Two separate migrant caravan groups that made their way to the U.S.-Mexico border are making demands on the United States, with one insisting the government either let them into the country or give each migrant $50,000 for the journey home, according to The San Diego Union-Tribune.
The Union-Tribune reported Tuesday that members of the caravan are pressing the United States to take action despite their dwindling numbers.
According to the report, one group of migrants demanded that “they be processed through the asylum system more quickly and in greater numbers, that deportations be halted and that President (Donald) Trump either let them into the country or pay them $50,000 each to go home.”
That first group arrived at the U.S. Consulate on Tuesday demanding the U.S. pay them the large sum of money within 72 hours.
The report said the group has not decided what they would do if their demands were not met.
“I don’t know, we will decide as a group,” one caravan organizer said.
The second group followed behind them a few hours later with a letter asking that the U.S. speed up the asylum process.
The Union-Tribune reported that the “group asked U.S. immigration officials to admit up to 300 asylum seekers at the San Ysidro Port of Entry each day.”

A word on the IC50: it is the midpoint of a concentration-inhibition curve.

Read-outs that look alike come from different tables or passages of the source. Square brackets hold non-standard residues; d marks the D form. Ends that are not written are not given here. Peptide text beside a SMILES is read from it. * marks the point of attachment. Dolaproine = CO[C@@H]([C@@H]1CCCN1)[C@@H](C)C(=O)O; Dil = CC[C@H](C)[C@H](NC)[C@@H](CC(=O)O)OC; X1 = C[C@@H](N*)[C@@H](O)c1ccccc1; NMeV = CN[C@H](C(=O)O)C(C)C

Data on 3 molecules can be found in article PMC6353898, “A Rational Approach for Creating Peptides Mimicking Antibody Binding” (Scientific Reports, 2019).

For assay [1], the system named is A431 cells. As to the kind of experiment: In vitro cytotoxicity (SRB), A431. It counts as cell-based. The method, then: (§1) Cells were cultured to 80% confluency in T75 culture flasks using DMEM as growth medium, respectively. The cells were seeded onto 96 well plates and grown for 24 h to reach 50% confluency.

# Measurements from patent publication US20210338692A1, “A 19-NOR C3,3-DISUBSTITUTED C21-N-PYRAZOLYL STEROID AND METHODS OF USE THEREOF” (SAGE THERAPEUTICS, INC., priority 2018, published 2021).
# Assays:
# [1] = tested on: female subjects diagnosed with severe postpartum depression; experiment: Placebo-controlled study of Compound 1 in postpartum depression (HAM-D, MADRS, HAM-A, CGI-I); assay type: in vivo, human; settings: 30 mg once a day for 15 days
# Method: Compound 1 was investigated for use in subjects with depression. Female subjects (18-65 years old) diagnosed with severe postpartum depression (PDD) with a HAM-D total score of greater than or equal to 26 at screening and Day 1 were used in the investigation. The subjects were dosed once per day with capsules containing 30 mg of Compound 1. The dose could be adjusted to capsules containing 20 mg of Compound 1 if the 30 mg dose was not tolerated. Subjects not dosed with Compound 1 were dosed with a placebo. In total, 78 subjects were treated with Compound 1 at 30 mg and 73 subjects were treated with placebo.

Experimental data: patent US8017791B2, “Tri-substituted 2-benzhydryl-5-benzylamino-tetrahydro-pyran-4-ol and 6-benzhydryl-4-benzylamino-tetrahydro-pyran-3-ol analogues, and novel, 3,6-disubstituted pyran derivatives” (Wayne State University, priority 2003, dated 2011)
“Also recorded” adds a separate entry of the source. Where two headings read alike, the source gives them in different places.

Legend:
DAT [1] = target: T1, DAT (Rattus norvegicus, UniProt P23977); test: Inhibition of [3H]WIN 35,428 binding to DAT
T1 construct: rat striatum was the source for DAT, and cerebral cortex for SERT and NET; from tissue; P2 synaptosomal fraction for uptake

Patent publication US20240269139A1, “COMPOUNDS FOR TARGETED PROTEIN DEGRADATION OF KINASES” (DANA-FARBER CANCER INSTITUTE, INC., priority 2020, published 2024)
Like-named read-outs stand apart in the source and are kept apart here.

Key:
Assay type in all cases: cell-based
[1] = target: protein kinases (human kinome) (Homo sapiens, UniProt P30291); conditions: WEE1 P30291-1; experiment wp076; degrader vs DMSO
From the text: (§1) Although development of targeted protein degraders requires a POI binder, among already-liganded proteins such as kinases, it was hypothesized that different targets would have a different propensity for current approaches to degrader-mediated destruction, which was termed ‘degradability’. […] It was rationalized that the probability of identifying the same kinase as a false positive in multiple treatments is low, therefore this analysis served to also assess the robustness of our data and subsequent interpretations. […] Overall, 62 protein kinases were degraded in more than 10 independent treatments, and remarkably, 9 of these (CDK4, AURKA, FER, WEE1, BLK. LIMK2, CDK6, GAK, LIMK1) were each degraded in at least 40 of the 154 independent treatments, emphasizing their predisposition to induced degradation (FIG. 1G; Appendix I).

As of now, the U.S. is allowing between 40 and 100.
The letter also states, “In the meantime, families, women and children who have fled our countries continue to suffer and the civil society of Tijuana continue to be forces (sic) to confront this humanitarian crisis, a refugee crisis caused in great part by decades of U.S. intervention in Central America.”
While the caravan was around 6,000 members strong, the report said those numbers have decreased dramatically.
Around 700 have just voluntarily gone back to their home countries, according to The Union-Tribune, and around 300 members have been deported.
Additionally, a good 2,500 members of the caravan have applied for humanitarian visas to stay in Mexico, while about 3,500 are presumed to have made their way into the United States illegally or have simply gone missing.
When asked about the obscure, large sum of $50,000, one of the organizers of the caravan group, Alfonso Guerrero Ulloa, told The Union-Tribune that they “chose that number as a group.”
“It may seem like a lot of money to you,” he said, “but it is a small sum compared to everything the United States has stolen from Honduras.”
Ulloa also acknowledged that just getting to the U.S. consulate to make their demands was a moral victory.
“They received us at least,” he said. “It was nice to be treated with respect.”
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